Movie Review: Brothers
There’ve been a few times in my life when trailers have utterly deceived me. Not into thinking that a bad movie would be good, no, that would be too easy; I’m talking about leaving me befuddled as to even the most base parts of its premise. In 1996, for example, after watching an ad for the Mel Gibson movie Ransom, my understanding of the plot was that Gibson’s son had been kidnapped and the hook was that in return Gibson kidnaps the kidnapper’s son. Though I never got around to viewing Ransom, the Wikipedia summary indicates that such, sadly, wasn’t the case—but I’m still convinced that would make for an awesome movie.
Now we have Brothers, the trailer for which is even more confounding—from it, I surmised that the plot revolved around marine Toby Maguire getting kidnapped by terrorists and his brother Jake Gyllenhaal scurrying off to some terrorist-laden sector of the globe to rescue him. That was my first misconception. The second is that I thought it was actually about brothers.
But here’s what really happens:
The film opens with Marine Sam (Toby Macguire), all-American husband to high-school sweetheart Grace (Natalie Portman) and father of two surprisingly homely looking daughters (given their parentage), eagerly awaiting deployment for his fourth tour of duty in Afghanistan. His brother Tommy (Jake Gyllenhaal) has recently been released from prison. The three share a tense family dinner with the brothers’ parents the night before Sam’s shipped off. Soon after he arrives, Sam is taken prisoner and presumed dead. In the meantime, Tommy, despite no provocation, seeks to become a better person by valiantly getting drunk and passing out on Natalie Portman’s coach. Awaking the next morning with the kind of hangover you only see on TV (that is, mildly agitated by clanging noises but nevertheless coherent, balanced, and tolerant of children), he, with even less provocation, just up and decides to offer support to Natalie Portman and fill the role of father to her urchinous brood.
Naturally there’s more to this, but to offer further summary would be pointless. The movie hints at taking so many directions—the redemption of Tommy, a possible romance between Tommy and Grace, Sam escaping his captors and finding a way to get home, Sam struggling with PTSD, conflict between the brothers—but infuriatingly treats every sub-plot as a one-night stand. “I’ll call you,” the screenplay teases, and the audience is left waiting by the phone long after the standard three days. For example, early on the film makes an effort to show Sam and Tommy’s father Hank (Sam Shepard) as a heavy drinker. At Sam’s funeral, Tommy and an obviously intoxicated Hank get into an argument over who should drive, which leads to a larger argument in which Tommy attacks Hank’s parenting. Okay, I thought, so this is going to be a movie about two brothers coming to terms with their alcoholic father, but then Hank’s drinking is never referenced again, and the tension between he and Tommy spontaneously resolves itself later on in the film, like an afterthought. That sort of thing happens all the time in Brothers: It introduces a plotline then either dismisses it or half-heartedly follows it up.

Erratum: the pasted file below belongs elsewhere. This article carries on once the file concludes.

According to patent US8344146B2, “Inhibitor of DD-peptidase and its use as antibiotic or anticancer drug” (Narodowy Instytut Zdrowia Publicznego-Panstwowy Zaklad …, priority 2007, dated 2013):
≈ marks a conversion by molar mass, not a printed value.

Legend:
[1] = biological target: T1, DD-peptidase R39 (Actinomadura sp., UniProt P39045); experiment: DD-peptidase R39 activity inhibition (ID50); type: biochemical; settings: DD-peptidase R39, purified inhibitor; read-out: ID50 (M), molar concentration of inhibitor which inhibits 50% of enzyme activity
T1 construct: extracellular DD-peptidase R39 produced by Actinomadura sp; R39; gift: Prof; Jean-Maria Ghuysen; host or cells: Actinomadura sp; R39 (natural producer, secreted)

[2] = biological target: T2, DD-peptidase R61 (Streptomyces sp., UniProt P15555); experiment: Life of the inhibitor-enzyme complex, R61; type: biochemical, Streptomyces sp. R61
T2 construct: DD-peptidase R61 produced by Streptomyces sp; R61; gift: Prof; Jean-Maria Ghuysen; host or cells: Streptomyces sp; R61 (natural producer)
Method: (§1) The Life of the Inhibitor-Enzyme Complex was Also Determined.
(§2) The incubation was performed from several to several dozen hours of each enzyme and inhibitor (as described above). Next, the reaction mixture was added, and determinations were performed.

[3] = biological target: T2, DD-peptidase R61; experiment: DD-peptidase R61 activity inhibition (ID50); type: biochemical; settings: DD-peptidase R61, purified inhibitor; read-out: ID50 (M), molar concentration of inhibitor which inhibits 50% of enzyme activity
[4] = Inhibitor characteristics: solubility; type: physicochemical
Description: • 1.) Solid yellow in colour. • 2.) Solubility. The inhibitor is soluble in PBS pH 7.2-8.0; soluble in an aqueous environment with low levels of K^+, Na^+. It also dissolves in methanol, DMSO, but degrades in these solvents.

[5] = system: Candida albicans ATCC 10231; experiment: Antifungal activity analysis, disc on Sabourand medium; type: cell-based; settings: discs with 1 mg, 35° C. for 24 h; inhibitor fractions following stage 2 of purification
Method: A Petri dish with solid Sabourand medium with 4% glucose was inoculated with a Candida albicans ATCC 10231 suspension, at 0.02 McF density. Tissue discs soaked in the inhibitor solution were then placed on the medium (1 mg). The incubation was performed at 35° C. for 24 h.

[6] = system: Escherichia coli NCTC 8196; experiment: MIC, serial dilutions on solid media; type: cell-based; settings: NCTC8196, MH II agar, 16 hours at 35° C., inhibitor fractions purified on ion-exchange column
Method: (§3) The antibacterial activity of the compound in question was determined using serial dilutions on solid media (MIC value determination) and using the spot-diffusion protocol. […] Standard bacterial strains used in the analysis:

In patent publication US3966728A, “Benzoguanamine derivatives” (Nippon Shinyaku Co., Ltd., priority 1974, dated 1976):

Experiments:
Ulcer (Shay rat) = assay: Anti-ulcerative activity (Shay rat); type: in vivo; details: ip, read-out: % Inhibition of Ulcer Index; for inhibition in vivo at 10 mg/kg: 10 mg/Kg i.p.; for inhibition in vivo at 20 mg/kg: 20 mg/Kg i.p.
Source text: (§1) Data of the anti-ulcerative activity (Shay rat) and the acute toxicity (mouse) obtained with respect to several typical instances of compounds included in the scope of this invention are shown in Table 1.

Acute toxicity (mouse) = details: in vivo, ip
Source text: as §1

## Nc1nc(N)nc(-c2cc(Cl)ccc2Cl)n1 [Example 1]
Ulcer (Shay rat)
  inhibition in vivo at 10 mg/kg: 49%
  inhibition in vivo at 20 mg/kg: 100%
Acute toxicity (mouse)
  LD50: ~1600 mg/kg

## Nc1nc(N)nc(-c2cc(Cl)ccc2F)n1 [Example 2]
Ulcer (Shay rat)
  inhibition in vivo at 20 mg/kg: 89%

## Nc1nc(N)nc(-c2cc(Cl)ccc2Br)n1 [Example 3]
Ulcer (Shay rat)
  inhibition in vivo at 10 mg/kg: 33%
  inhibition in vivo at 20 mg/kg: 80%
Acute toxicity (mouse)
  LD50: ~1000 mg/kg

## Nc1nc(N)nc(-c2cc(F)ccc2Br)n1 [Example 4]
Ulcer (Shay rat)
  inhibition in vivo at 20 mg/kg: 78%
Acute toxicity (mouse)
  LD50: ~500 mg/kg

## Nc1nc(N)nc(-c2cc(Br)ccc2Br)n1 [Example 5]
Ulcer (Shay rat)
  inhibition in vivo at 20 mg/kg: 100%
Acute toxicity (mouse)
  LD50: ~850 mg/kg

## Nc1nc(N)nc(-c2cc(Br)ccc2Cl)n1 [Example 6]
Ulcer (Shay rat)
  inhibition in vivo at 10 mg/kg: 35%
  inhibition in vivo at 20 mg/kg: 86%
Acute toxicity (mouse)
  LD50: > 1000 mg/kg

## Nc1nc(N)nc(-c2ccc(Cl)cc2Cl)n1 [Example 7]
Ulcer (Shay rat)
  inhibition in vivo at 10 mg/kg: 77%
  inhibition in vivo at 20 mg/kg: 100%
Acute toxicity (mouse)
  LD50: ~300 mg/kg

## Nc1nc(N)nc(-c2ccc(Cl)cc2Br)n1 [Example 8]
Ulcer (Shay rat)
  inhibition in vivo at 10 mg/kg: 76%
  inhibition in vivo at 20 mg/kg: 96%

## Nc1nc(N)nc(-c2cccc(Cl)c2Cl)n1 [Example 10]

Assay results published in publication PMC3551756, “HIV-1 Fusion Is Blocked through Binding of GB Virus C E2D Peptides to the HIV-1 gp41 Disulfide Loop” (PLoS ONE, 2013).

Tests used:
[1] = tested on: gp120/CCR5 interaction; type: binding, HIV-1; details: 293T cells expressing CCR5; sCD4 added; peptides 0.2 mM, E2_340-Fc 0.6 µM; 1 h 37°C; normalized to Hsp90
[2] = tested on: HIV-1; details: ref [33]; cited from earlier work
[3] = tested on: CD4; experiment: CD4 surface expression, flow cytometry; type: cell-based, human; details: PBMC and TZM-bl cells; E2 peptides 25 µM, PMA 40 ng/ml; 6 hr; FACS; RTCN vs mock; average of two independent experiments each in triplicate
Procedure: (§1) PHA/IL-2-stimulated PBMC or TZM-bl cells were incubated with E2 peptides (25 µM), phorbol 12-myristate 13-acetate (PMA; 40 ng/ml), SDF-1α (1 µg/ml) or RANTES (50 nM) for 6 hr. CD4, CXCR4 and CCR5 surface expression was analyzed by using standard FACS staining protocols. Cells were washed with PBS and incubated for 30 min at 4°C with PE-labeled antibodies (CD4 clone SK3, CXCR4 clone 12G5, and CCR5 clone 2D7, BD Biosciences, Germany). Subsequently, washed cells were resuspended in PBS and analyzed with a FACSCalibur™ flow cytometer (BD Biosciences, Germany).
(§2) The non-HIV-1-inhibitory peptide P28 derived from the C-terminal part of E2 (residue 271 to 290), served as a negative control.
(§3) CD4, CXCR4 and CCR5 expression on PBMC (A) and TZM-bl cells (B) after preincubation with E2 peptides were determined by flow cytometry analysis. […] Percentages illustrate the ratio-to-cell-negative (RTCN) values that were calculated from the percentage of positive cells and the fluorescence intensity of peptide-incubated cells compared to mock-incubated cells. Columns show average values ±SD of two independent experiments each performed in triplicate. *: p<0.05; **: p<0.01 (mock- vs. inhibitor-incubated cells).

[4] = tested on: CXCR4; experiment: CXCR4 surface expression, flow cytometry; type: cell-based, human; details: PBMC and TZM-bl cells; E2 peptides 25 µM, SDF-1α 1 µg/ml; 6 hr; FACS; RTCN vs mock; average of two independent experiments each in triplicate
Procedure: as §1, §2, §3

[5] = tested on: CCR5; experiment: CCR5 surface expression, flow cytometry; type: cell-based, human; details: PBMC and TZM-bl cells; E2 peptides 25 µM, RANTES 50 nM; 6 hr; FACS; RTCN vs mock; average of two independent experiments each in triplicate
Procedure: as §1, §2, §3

That would be okay were there an overarching story to tie everything together. Even Pee-wee’s Big Adventure was just a series of vignettes, but you could excuse that because all the while he was just trying to get back his bike. Brothers, on the other hand, has no such bike (though to be fair, who could? That’s why Pee-wee went to such desperate lengths to retrieve it). You could say that the driving conflict is the tensions between the brothers, but they’re in only a handful of scenes together and only go head to head near the end. Even still, in that particular scene they’re not at odds with each other.
Maybe then it could be parallel struggles—Sam to get back home to his family and Tommy to put his life on track. That’s what the bulk of the movie focuses on, but it’s not really a struggle for either one. Tommy, as I said before, just decides to become a better person. There’s no inner demon he has to overcome, and even when he apologizes to the victim of his crime, we hear about it in flashback. Likewise Sam makes no effort to escape. The only action he takes during his incarceration has nothing to do with him getting home. I can respect Brothers for taking chances, but as soon as it’s raised the gauntlet, it backs down.
But enough about the “story,” what about the performances? It’s Oscar season, and there’s one scene in here that’s clearly intended to put Toby in the running for Best Actor. True, he nails it, and hopefully it’ll get him some more roles outside of his usual borderline autistic persona, but most of the time he’s just being a…well…borderline autistic. Gyllenhaal does a lot with not too much.
On the other hand Natalie Portman’s performance proves that she has neither been in love nor—and much more importantly—smoked a cigarette. However, I’m pretty sure, based on how she handles a drag, that one time, in college and under pressure from her friends—possibly to impress a boy she didn’t love—took a whiff of ganja. The guilt consumed her, and she thus became the mighty oak of a woman we know today—with a body as firm and a presence as stiff.
In the end, I was just bored. I get that the good brother becomes bad and the bad becomes good, but so what? The theme in itself does not make the movie, rather it’s the decisions each character makes. The problem with Brothers is that each of those character-defining decisions is either made for them or glossed over so the film can move on to the next. Most of the time I spent trying to figure out when it was going to start, and once I realized that it wasn’t, I couldn’t wait for it to end.
Rating 1.5 out of 5